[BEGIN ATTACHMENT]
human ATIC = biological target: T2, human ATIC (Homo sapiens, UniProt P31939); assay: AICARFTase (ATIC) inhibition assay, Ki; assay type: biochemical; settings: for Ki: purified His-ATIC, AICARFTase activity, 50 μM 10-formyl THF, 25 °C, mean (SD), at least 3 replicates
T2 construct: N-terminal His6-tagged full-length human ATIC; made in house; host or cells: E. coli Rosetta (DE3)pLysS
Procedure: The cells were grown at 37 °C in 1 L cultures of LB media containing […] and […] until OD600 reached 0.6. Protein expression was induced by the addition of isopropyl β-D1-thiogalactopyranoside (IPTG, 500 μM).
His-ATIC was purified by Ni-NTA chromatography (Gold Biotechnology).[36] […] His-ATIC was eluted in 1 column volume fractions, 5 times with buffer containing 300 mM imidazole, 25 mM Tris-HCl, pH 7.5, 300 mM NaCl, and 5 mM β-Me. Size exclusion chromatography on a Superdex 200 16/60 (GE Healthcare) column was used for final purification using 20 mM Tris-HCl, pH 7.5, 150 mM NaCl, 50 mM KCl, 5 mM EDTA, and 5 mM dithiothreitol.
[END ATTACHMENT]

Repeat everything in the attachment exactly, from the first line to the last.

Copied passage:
human ATIC = biological target: T2, human ATIC (Homo sapiens, UniProt P31939); assay: AICARFTase (ATIC) inhibition assay, Ki; assay type: biochemical; settings: for Ki: purified His-ATIC, AICARFTase activity, 50 μM 10-formyl THF, 25 °C, mean (SD), at least 3 replicates
T2 construct: N-terminal His6-tagged full-length human ATIC; made in house; host or cells: E. coli Rosetta (DE3)pLysS
Procedure: The cells were grown at 37 °C in 1 L cultures of LB media containing […] and […] until OD600 reached 0.6. Protein expression was induced by the addition of isopropyl β-D1-thiogalactopyranoside (IPTG, 500 μM).
His-ATIC was purified by Ni-NTA chromatography (Gold Biotechnology).[36] […] His-ATIC was eluted in 1 column volume fractions, 5 times with buffer containing 300 mM imidazole, 25 mM Tris-HCl, pH 7.5, 300 mM NaCl, and 5 mM β-Me. Size exclusion chromatography on a Superdex 200 16/60 (GE Healthcare) column was used for final purification using 20 mM Tris-HCl, pH 7.5, 150 mM NaCl, 50 mM KCl, 5 mM EDTA, and 5 mM dithiothreitol.